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Publication numberUS7469080 B2
Publication typeGrant
Application numberUS 10/632,670
Publication dateDec 23, 2008
Filing dateAug 1, 2003
Priority dateMar 16, 2001
Fee statusPaid
Also published asCA2441045A1, CA2441059A1, CA2441303A1, CA2441343A1, CN1502183A, CN1596517A, CN1672351A, CN1993915A, CN1993915B, EP1368923A2, EP1368923A4, EP1368923B1, EP1368924A1, EP1368924A4, EP1371162A2, EP1371162A4, US6614953, US7620323, US7676157, US7738748, US9258628, US20020145779, US20020145782, US20020146198, US20020159679, US20080166087, US20090142060, US20090196549, US20100098406, WO2002075369A2, WO2002075369A3, WO2002075403A1, WO2002075998A1, WO2002075999A2, WO2002075999A3
Publication number10632670, 632670, US 7469080 B2, US 7469080B2, US-B2-7469080, US7469080 B2, US7469080B2
InventorsThomas Andrew Strasser, Per Bang Hansen, Jefferson L. Wagener
Original AssigneeMeriton Networks Us Inc.
Export CitationBiBTeX, EndNote, RefMan
External Links: USPTO, USPTO Assignment, Espacenet
Modular all-optical cross-connect
US 7469080 B2
Abstract
An all-optical, optical cross-connect includes first and second pluralities of multiport optical devices. Each of the first plurality of multiport optical devices have at least one input port for receiving a WDM optical signal and a plurality of output ports for selectively receiving one of more wavelength components of the optical signal. Each of the second plurality of multiport optical devices have a plurality of input ports for selectively receiving one of more wavelength components of the optical signal and at least one output port for selectively receiving one of more wavelength components of the optical signal. At least one of the first or second plurality of multiport optical devices are all-optical switches that can route every wavelength component independently of every other wavelength component. The plurality of input ports of the second plurality of multiport optical devices are optically coupled to respective ones of the plurality of output ports of the first plurality of multiport optical devices.
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Claims(20)
1. An all-optical, optical cross-connect, comprising:
first and second pluralities of multipart optical devices, said first plurality of multipart optical devices having at least one input port for receiving a WDM optical signal and a plurality of output ports for selectively receiving one of more wavelength components of the optical signal, said second plurality of multiport optical devices having a plurality of input ports for selectively receiving one of more wavelength components of the optical signal and at least one output port for selectively receiving one of more wavelength components of the optical signal, at least one of said first or second plurality of multipart optical devices being all-optical switches that can route every wavelength component independently of every other wavelength component; and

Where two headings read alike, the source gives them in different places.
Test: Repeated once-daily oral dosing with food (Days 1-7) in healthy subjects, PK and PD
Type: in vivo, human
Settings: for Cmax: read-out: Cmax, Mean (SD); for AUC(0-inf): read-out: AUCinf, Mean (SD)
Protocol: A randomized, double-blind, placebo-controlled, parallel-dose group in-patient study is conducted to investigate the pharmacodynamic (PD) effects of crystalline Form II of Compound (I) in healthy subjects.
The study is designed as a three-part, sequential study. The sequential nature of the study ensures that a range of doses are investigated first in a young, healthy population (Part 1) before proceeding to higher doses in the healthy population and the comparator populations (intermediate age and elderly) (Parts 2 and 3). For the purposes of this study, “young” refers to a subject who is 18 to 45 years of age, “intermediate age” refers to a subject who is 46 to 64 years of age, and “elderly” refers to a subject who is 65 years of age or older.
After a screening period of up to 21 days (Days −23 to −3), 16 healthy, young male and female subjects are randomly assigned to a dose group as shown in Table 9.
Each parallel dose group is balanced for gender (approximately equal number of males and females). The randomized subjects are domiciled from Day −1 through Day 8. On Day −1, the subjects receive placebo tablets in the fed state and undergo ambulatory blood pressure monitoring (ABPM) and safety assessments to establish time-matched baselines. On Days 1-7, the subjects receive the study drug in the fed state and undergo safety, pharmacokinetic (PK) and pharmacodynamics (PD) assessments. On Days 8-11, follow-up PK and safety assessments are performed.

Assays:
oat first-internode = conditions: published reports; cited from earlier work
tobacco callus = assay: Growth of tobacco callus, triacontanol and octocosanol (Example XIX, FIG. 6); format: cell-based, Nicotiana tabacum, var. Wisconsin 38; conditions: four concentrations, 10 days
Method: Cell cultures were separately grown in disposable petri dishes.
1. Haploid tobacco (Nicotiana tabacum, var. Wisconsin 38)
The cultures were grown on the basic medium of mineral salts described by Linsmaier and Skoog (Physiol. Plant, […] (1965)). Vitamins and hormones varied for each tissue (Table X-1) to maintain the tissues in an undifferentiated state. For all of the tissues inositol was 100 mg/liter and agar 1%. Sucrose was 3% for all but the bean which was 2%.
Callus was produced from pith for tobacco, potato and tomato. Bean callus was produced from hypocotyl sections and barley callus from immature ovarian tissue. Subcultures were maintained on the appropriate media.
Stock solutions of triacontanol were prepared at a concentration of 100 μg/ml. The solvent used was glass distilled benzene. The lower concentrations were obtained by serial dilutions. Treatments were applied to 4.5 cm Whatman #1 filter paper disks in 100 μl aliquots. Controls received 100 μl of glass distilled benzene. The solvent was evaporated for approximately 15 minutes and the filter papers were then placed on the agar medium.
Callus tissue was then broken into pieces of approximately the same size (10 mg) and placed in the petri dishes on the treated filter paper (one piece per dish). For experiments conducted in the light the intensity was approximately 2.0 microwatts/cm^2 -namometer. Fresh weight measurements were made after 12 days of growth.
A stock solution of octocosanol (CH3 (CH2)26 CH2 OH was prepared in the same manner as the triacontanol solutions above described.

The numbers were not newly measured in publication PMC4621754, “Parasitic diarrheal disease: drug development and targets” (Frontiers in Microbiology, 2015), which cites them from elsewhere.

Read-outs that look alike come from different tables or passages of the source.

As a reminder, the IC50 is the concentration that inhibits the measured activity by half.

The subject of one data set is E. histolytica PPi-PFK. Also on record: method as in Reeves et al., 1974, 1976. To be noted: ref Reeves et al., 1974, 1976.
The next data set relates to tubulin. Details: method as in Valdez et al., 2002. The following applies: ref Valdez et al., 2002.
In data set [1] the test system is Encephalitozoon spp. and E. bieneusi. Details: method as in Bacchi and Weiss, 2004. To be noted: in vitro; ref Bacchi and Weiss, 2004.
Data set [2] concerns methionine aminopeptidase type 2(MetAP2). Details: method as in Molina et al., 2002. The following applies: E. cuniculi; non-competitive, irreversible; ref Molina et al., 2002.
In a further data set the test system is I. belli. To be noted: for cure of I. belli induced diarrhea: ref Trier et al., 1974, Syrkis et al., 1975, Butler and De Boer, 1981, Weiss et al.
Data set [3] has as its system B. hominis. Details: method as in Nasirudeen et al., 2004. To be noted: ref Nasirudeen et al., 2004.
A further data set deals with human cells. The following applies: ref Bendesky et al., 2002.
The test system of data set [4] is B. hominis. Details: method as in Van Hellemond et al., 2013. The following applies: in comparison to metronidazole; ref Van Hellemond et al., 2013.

wherein the plurality of input ports of the second plurality of multiport optical devices are optically coupled to respective ones of the plurality of output ports of the first plurality of multiport optical devices.
2. The optical cross-connect of claim 1 wherein the other of the first or second plurality of multipart optical devices are all-optical switches that can route every wavelength component independently of every other wavelength component.
3. The optical cross-connect of claim 1 wherein the other of the first or second plurality of multiport optical devices are couplers.
4. The optical cross-connect of claim 1 wherein said all-optical switch comprising:
a plurality of wavelength selective elements that each select a channel wavelength from among the plurality of wavelength components received at the at least one input port; and
a plurality of optical elements respectively associated with said plurality of wavelength selective elements, each of said optical elements directing one of the selected wavelength components selected by the associated wavelength selective element to any one of the output ports independently of all other channel wavelengths.
5. The optical cross-connect of claim 2 wherein each of said all-optical switches comprising:
a plurality of wavelength selective elements that each select a channel wavelength from among the plurality of wavelength components received at the at least one input port; and